Sunday, October 7, 2012

Government Files Statement of Interest in Qui Tam against CVS/Caremark

Ed Silverman at the blog, Pharmalot, has written an interesting piece about the recent qui tam filed against CVS/Caremark by a former CVS auditor, Anthony Spay. Spay alleges false claims by CVS/Caremark relating to Medicare Part D, the prescription drug benefit program. The government declined to intervene in the matter, but Spay is moving forward with his qui tam suit. CVS/Caremark has moved to dismiss, and that has caused the government to file a "Statement of Interest," which opposes various positions of the Defendants.

Far from riveting, the Statement of Interest makes several points that may interest readers: First, the government requests that if the Court dismisses the Complaint, it do so without prejudice. "Because the United States has no part in preparing such complaints," the government argues, "it should not be prejudiced if a realtor has failed to plead his allegations sufficiently. Such a dismissal does not . . . mean that a better informed relator or the United States could not make out a viable claim in the future."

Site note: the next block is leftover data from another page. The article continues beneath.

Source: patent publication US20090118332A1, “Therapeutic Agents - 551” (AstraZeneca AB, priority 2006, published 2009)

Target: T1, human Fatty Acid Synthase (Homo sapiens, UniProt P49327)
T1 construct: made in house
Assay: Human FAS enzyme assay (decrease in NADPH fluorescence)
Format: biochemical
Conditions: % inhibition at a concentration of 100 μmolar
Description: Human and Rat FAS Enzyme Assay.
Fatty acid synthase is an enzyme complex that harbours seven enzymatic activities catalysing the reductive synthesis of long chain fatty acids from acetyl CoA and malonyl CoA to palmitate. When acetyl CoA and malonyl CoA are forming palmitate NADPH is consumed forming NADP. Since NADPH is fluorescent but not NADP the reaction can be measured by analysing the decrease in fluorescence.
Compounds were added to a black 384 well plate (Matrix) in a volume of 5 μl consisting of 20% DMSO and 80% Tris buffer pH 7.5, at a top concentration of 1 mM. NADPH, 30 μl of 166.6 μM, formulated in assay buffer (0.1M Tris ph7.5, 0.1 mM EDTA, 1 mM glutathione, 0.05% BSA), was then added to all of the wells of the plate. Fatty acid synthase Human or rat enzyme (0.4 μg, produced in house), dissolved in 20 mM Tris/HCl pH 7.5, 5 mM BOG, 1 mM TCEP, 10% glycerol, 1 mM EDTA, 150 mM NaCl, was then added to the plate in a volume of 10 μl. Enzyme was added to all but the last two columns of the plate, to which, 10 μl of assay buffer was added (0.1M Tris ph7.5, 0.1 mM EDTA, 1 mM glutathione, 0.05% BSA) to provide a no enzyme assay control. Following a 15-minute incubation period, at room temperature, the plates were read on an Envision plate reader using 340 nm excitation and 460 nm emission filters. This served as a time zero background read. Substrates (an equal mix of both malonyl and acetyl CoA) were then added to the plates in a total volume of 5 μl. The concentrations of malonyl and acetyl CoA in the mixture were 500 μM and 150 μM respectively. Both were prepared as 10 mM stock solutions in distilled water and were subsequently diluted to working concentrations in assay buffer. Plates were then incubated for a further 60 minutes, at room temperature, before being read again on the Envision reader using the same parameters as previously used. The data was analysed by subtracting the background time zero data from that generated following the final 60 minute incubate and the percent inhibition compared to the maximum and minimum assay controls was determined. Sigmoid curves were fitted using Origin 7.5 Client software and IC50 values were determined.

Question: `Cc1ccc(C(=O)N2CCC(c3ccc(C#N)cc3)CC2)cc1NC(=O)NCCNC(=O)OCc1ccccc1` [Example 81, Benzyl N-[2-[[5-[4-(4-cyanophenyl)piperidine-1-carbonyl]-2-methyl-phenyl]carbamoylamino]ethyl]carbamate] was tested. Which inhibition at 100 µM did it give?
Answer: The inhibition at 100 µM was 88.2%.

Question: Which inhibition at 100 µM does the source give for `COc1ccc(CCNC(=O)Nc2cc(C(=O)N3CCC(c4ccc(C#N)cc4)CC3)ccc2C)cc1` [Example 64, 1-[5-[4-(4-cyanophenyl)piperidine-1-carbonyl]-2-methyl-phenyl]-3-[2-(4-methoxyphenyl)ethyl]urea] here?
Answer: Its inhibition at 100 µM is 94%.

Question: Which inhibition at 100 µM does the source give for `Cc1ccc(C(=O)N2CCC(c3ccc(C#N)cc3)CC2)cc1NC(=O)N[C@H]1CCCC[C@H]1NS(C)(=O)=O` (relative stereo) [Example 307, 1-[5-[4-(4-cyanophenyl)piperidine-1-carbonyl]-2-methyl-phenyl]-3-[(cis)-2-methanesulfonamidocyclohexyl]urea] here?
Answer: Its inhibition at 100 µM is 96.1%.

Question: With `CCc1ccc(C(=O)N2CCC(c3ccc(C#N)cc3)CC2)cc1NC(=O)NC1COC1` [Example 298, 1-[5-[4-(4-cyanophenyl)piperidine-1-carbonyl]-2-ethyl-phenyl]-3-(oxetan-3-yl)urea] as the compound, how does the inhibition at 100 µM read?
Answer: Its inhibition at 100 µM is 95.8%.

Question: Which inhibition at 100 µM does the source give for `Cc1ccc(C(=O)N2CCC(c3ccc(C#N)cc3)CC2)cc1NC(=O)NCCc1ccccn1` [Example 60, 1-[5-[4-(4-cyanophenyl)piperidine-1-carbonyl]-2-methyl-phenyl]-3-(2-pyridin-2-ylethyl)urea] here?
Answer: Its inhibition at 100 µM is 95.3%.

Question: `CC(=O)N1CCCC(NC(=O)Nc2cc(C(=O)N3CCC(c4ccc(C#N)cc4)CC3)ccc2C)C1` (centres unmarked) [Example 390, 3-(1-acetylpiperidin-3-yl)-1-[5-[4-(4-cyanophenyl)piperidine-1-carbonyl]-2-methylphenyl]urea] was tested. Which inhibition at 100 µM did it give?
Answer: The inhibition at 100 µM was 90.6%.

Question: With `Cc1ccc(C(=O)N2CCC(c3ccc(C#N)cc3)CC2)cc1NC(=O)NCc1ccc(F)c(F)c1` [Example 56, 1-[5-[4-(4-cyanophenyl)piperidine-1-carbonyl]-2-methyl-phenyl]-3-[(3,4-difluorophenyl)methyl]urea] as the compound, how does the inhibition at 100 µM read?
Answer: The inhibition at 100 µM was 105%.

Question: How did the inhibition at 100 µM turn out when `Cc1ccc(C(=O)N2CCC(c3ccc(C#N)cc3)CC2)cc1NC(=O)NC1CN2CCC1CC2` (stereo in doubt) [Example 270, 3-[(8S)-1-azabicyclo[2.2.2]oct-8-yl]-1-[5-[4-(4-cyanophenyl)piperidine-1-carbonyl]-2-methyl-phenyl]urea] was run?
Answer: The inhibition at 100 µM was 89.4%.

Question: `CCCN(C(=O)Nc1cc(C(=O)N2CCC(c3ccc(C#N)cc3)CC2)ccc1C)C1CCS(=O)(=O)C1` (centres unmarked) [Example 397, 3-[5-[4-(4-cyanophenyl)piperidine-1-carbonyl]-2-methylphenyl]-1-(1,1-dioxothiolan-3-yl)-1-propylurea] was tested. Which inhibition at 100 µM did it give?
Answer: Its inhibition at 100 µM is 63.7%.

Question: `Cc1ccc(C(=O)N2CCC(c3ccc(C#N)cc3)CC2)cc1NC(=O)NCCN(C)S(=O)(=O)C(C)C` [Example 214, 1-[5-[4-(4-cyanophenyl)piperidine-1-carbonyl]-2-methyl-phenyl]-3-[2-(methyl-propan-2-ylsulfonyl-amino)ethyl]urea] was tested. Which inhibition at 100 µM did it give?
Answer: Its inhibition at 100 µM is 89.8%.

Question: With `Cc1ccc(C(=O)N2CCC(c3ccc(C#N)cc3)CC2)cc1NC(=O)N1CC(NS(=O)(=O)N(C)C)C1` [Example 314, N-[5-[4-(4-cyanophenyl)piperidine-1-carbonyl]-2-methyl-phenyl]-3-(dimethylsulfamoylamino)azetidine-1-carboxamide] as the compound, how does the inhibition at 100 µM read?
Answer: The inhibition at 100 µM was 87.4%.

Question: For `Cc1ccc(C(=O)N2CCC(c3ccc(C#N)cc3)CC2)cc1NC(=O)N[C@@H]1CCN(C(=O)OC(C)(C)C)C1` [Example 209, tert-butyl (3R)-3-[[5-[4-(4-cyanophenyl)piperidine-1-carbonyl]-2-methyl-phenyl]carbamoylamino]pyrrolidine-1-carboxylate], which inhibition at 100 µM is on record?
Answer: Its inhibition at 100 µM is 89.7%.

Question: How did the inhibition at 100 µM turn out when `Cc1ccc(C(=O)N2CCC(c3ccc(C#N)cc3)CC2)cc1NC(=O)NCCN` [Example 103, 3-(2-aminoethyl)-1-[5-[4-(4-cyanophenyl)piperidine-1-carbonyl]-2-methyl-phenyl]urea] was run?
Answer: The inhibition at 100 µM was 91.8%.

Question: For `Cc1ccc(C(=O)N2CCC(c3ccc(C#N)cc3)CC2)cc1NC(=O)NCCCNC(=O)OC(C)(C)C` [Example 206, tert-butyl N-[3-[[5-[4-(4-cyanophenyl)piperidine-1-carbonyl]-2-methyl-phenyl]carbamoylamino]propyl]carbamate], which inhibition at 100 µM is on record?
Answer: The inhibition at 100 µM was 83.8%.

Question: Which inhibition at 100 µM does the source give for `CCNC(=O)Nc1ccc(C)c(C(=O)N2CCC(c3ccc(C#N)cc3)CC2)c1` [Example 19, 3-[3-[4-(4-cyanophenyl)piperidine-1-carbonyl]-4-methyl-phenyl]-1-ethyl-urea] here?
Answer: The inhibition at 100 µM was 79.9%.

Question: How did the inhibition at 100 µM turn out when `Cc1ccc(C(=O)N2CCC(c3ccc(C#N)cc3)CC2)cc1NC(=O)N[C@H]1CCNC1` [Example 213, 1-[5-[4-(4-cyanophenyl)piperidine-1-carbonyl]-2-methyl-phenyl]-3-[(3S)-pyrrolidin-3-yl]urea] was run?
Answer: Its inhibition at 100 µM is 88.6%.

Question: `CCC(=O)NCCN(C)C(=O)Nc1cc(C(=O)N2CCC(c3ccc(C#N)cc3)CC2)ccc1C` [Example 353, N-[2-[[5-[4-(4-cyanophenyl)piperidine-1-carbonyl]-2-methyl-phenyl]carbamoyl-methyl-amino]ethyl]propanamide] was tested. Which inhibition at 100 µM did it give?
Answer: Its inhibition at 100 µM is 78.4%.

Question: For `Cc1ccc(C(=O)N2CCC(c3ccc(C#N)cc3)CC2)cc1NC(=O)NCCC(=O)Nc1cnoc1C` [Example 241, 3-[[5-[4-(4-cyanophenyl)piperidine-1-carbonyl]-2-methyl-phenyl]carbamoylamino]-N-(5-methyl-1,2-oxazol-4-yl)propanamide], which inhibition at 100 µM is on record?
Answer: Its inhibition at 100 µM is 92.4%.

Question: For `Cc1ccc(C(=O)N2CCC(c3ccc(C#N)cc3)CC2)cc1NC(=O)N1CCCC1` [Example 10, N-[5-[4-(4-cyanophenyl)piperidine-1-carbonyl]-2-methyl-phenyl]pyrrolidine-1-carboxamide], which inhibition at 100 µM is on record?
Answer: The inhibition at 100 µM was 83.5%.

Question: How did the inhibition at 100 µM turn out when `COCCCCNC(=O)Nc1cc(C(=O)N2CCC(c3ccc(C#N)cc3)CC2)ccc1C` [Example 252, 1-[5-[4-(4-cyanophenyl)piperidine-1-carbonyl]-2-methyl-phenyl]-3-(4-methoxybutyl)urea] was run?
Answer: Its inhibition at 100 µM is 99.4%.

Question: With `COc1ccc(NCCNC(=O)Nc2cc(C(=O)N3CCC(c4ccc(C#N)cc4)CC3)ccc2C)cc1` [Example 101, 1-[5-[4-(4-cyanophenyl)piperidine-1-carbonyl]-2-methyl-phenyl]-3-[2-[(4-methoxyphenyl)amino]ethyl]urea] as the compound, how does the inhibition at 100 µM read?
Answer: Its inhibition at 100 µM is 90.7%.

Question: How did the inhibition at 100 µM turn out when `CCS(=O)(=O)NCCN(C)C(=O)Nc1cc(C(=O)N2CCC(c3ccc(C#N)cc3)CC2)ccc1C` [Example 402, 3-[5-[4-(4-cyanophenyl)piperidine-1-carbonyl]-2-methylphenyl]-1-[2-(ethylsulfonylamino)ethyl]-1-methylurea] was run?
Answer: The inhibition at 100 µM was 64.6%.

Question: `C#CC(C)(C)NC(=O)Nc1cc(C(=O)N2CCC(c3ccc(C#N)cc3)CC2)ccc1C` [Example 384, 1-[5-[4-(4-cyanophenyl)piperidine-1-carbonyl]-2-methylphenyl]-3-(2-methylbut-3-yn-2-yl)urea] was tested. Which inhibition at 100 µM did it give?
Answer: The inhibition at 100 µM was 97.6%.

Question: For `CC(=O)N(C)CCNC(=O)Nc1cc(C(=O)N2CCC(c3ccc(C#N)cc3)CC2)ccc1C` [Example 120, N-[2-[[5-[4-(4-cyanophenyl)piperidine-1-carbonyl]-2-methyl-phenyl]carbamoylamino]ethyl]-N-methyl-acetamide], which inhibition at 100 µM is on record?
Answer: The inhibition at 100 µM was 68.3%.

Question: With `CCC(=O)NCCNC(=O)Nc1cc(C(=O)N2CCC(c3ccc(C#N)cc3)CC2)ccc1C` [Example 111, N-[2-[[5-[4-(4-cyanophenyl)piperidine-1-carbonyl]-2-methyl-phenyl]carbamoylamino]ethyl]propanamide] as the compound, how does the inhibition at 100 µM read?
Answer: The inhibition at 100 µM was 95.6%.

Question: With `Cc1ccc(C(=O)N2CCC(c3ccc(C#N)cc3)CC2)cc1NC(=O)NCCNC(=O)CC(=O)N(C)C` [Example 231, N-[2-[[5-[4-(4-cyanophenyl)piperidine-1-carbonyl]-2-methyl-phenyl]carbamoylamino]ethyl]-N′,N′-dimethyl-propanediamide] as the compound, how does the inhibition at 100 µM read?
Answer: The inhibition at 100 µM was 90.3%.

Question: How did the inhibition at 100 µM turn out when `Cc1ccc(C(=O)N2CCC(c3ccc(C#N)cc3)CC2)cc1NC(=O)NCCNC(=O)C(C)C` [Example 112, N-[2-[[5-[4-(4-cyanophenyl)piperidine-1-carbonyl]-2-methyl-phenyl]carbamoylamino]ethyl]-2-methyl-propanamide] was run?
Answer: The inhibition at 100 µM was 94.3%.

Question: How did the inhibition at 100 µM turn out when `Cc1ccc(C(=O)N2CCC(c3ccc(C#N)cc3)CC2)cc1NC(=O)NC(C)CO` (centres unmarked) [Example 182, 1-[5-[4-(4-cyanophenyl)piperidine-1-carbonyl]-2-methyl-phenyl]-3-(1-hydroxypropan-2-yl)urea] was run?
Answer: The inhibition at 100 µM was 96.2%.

Second, the government argues that its decision not to intervene should in no way be interpreted to mean "that the claims lack merit." Such a presumption is "totally unwarranted and inappropriate." The decision not to intervene, the government asserts, "signals that the United States is not intervening - no more, no less" and "[i]t is inappropriate for Caremark to suggest that non-intervention is indicative of the United States' views of the merits of this case, for purposes of considering a motion to dismiss or for any other reason."

Third, much of the Statement of Interest addresses records known as Prescription Drug Event or "PDE" records and the role such records play in supporting Part D claims for reimbursement. The Statement of Interest seeks to rebut the attempt by CVS/Caremark to assert (i) that the PDE does not qualify as a "claim" for payment for the purpose of the False Claims Act; and (ii) that because PDE data was available for "research, analysis, reporting, and public health functions," it has been publicly disclosed and cannot be the basis for a FCA claim.

A. Brian Albritton
October 7, 2012

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